The activity of Fus3 is tightly regulated, presumably because inappropriate activation would block vegetative growth. During vegetative growth, Fus3 is largely unphosphorylated and inactive (Gartner et al., 1992 blue right-pointing triangle; Elion et al., 1993 blue right-pointing triangle). Fus3 is prevented from being inappropriately activated by high osmolarity during vegetative growth through cross-regulation by the Hog1 MAP kinase (Hall et al., 1996 blue right-pointing triangle; O’Rourke and Herskowitz, 1998 blue right-pointing triangle). In the presence of mating pheromone, Fus3 is rapidly phosphorylated and activated by Ste7 (Gartner et al., 1992 blue right-pointing triangle; Elion et al., 1993 blue right-pointing triangle; Errede et al., 1993 blue right-pointing triangle) and subsequently inactivated by at least three phosphatases (Msg5, Ptp2, and Ptp3), presumably to allow cells to recover and reenter the mitotic cycle in the absence of mating (Doi et al., 1994 blue right-pointing triangle; Zhan et al., 1997 blue right-pointing triangle).

The activation of Fus3 is strictly dependent upon Ste5, a scaffolding protein that associates with multiple components of the mating MAP kinase cascade (reviewed by Elion, 1995 blue right-pointing triangle, 1998 blue right-pointing triangle). Ste5 binds Gβ, Ste11, Ste7, and the MAP kinases through separate binding sites and tethers the kinases into a high-molecular-weight complex (Choi et al., 1994 blue right-pointing triangle; Kranz et al., 1994 blue right-pointing triangle; Whiteway et al., 1995 blue right-pointing triangle; Lyons et al., 1996 blue right-pointing triangle). Ste5 associates with free Gβ that is liberated by pheromone (Feng et al., 1998 blue right-pointing triangle) through a RING-H2 metal-binding motif (Inouye et al., 1997 blue right-pointing triangle; Feng et al., 1998 blue right-pointing triangle). This association is essential for activation of Ste11 by Ste20 (Feng et al., 1998 blue right-pointing triangle) and strongly argues that Ste5 directly channels the pheromone signal through the kinases. Ste5 oligomerizes both in the absence and presence of pheromone (Yablonski et al., 1996 blue right-pointing triangle; Feng et al., 1998 blue right-pointing triangle). Oligomerization is required for signal transduction (Yablonski et al., 1996 blue right-pointing triangle), possibly for signal relay from Ste11 down to the MAP kinases (Feng et al., 1998 blue right-pointing triangle). Ste5 could function in part to assure proper activation of Fus3 in the presence of pheromone, as well as to prevent Fus3 from being activated by the wrong signal. In addition, Ste5 might also regulate the access of Fus3 to substrates involved in mating and G1 arrest through interactions with Far1 and Bem1, a morphogenesis protein (Lyons et al., 1996 blue right-pointing triangle).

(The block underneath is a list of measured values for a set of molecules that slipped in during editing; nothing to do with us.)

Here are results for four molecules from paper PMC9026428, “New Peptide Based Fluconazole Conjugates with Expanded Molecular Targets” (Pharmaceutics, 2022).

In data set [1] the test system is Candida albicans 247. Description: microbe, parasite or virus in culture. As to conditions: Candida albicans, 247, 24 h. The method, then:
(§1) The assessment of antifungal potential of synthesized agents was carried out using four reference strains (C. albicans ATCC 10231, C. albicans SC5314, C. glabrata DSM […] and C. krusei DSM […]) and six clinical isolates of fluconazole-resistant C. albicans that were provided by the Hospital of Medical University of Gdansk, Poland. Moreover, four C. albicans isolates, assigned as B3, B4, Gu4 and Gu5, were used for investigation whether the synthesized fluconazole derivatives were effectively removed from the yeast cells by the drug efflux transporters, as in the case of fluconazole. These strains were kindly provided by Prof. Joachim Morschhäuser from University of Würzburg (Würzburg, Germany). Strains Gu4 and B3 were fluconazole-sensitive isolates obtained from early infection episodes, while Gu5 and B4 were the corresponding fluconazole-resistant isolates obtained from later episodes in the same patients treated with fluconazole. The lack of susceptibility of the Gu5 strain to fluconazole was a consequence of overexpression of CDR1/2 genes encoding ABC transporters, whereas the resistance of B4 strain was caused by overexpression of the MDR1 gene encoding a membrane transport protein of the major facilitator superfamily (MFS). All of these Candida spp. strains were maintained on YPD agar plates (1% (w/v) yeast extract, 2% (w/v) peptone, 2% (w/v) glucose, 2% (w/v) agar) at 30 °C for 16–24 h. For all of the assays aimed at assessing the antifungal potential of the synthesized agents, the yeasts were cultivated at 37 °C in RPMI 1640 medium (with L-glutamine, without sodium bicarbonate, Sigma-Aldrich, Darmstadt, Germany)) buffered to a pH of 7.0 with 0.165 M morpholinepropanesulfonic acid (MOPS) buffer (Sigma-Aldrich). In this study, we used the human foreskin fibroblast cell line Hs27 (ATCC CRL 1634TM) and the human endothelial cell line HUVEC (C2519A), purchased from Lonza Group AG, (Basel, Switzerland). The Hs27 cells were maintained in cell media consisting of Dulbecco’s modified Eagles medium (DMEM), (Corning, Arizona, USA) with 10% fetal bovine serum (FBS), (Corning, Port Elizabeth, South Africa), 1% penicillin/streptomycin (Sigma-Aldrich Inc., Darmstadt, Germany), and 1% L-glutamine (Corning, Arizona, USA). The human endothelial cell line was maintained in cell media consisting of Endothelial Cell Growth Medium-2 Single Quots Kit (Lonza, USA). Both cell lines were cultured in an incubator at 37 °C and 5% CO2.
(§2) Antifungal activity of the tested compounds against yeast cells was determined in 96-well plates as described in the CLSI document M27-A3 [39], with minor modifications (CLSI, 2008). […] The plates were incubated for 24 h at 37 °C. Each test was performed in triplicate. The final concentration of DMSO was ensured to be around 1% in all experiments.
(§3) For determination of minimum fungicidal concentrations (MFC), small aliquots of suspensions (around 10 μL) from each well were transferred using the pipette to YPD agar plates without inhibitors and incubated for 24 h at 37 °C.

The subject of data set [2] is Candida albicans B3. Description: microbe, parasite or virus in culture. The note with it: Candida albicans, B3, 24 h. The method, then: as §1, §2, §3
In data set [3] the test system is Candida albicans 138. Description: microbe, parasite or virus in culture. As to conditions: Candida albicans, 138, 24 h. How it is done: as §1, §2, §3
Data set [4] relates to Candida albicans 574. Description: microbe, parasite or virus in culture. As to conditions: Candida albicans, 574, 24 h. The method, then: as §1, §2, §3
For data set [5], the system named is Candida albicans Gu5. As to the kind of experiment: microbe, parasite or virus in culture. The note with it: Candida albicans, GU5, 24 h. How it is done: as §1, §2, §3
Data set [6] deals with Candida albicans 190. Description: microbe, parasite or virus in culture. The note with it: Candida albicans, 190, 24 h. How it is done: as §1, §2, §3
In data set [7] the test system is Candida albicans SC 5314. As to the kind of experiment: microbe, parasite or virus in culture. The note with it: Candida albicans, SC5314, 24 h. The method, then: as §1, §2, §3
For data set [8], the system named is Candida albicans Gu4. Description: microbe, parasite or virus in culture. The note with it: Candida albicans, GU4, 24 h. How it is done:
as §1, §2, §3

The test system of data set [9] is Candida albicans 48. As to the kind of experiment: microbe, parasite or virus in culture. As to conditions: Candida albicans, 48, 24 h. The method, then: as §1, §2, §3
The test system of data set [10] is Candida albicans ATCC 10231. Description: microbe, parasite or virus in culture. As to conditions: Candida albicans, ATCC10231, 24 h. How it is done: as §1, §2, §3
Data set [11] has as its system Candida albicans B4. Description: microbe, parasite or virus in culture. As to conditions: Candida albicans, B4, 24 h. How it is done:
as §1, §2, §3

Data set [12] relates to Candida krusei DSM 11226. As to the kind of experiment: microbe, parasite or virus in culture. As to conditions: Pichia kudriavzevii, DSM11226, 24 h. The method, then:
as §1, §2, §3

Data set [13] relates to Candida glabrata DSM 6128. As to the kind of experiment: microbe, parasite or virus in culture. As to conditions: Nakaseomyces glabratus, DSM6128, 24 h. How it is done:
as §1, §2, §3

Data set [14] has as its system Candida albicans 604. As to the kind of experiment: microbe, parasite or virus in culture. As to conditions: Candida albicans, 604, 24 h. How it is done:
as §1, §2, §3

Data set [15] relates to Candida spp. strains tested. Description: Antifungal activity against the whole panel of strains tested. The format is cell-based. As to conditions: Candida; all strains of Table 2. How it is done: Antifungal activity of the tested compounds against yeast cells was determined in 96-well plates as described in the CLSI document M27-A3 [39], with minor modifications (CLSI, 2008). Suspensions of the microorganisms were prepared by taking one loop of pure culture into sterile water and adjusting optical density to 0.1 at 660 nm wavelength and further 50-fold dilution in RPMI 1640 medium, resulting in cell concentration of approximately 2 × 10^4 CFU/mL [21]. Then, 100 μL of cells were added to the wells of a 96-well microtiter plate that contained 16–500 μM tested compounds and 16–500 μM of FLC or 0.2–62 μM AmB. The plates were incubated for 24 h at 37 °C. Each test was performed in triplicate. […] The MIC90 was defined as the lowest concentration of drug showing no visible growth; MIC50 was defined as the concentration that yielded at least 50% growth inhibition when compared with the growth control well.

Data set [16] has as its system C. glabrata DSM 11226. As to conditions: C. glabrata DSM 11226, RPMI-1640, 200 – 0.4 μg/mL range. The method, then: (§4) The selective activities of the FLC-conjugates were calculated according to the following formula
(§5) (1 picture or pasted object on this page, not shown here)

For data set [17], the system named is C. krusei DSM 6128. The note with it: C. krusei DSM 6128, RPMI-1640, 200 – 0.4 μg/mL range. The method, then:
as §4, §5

To better understand how Fus3 functions, we characterized Fus3 localization and association with other proteins under a variety of conditions. By indirect immunofluorescence, Fus3 localizes throughout the cytoplasm and nucleus, with a greater fraction in cytoplasmic punctate spots in the presence of mating pheromone. Fus3 is more broadly localized than Kss1, providing one explanation for Fus3’s larger role in mating. The majority of Fus3 is soluble and not bound to any one protein; however, a fraction of Fus3 is stably bound to two proteins of ~60 and ~70 kDa. Fus3 exists in a number of complexes of widely varying size and specific activity, with ~5.3% in a 350- to 500-kDa complex that is thought to contain Ste5, Ste11, and Ste7. Strikingly, Fus3 in this highest molecular-weight complex is most active, whereas the monomeric pool has little activity. The ability of Fus3 to localize in this complex requires Ste5. This result supports Ste5’s proposed role as a tether and suggests that complex formation may protect Fus3 from inactivation.

MATERIALS AND METHODS

Media and Microbiological Techniques

Standard methods (Sambrook et al., 1989 blue right-pointing triangle) were used for manipulation of Escherichia coli and for all recombinant DNA manipulations. E. coli DH5α was the host for the construction and propagation of plasmids. Yeast transformations were performed as described previously (Ito et al., 1983 blue right-pointing triangle). All yeast strains are isogenic to EY957, a bar1Δ derivative of W303a (Elion et al., 1993 blue right-pointing triangle). Experiments were conducted with EY957, EY940 (a fus3–6::LEU2 derivative of EY957; Elion et al., 1993 blue right-pointing triangle) containing either pYEE121 (FUS3-HA URA3 CEN) or pYEE128 (FUS3R42-HA URA3 CEN) (Elion et al., 1993 blue right-pointing triangle), and with EY1881 (a ste5Δ :: TRP1 ste11Δ ::URA3 derivative of EY957), containing pKC11 (pGAL1-STE11M TRP1 ADE2 CEN) and pKCS5 (pGAL1-STE7M HIS3 CEN) or pKC11R444 (pGAL1-STE11R444M TRP1 ADE2 CEN) and pKCS5R220 (pGAL1-STE7R220M HIS3 CEN). Yeast cells were grown in YPD or selective SC media with either 2% dextrose, 2% raffinose, or 2% galactose as described (Sherman et al., 1986 blue right-pointing triangle). Phosphate-free medium was made essentially as described previously (Rubin, 1975 blue right-pointing triangle). MgSO4 (10 ml, 1 M) was added to 1 l of 2× SC-Ura-Cys-Met medium lacking carbon source. Concentrated NH4OH (10 ml) was slowly added with stirring, and phosphate salts were precipitated for 30 min at room temperature. The medium was filtered twice through 3-mm filters (Whatman, Clifton, NJ) with a Buchner funnel, the pH was adjusted to 4 with HCl, and then the medium was autoclaved.

Plasmids

pYEE1102 (FUS3-HA#5 CEN HIS3), pYEE1100 (FUS3 CEN HIS3), pYEE121 (FUS3-HA#5 CEN URA3), pYEE114 (FUS3 CEN URA3), pKC11 (GAL1-STE11M CEN TRP1 ADE2), PKCS5 (GAL1-STE7M CEN HIS3), pKC11R444 (pGAL1-STE11R444M TRP1 ADE2 CEN), and pKCS5R220 (pGAL1-STE7R220M HIS3 CEN) have all been described previously (Elion et al., 1993 blue right-pointing triangle; Choi et al., 1994 blue right-pointing triangle; Kranz et al., 1994 blue right-pointing triangle).